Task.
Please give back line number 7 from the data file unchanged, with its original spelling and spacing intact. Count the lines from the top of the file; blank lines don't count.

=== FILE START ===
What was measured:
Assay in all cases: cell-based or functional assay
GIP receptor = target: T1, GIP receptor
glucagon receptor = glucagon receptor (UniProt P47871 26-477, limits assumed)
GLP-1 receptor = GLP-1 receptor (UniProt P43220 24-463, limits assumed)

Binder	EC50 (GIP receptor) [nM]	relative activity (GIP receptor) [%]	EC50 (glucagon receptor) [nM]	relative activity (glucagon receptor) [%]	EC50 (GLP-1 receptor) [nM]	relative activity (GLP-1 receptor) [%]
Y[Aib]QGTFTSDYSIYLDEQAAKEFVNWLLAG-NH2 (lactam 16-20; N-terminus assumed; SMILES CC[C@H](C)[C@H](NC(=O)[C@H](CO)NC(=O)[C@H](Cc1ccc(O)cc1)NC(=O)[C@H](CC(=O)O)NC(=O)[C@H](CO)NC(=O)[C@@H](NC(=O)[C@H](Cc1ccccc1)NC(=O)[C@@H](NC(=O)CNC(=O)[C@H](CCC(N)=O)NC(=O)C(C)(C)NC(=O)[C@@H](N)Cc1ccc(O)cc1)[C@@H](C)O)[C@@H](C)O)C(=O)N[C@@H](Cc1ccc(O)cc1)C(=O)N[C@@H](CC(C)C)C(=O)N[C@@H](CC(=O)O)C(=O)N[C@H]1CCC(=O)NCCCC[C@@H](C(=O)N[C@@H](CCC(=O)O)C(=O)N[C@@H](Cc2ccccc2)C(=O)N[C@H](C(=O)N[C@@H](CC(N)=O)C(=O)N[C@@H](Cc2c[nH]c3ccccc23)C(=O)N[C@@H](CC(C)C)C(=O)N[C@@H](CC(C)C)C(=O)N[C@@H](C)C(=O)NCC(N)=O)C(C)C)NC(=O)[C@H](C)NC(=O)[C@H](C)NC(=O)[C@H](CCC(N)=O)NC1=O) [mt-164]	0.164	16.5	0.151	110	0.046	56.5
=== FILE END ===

Y[Aib]QGTFTSDYSIYLDEQAAKEFVNWLLAG-NH2 (lactam 16-20; N-terminus assumed; SMILES CC[C@H](C)[C@H](NC(=O)[C@H](CO)NC(=O)[C@H](Cc1ccc(O)cc1)NC(=O)[C@H](CC(=O)O)NC(=O)[C@H](CO)NC(=O)[C@@H](NC(=O)[C@H](Cc1ccccc1)NC(=O)[C@@H](NC(=O)CNC(=O)[C@H](CCC(N)=O)NC(=O)C(C)(C)NC(=O)[C@@H](N)Cc1ccc(O)cc1)[C@@H](C)O)[C@@H](C)O)C(=O)N[C@@H](Cc1ccc(O)cc1)C(=O)N[C@@H](CC(C)C)C(=O)N[C@@H](CC(=O)O)C(=O)N[C@H]1CCC(=O)NCCCC[C@@H](C(=O)N[C@@H](CCC(=O)O)C(=O)N[C@@H](Cc2ccccc2)C(=O)N[C@H](C(=O)N[C@@H](CC(N)=O)C(=O)N[C@@H](Cc2c[nH]c3ccccc23)C(=O)N[C@@H](CC(C)C)C(=O)N[C@@H](CC(C)C)C(=O)N[C@@H](C)C(=O)NCC(N)=O)C(C)C)NC(=O)[C@H](C)NC(=O)[C@H](C)NC(=O)[C@H](CCC(N)=O)NC1=O) [mt-164]	0.164	16.5	0.151	110	0.046	56.5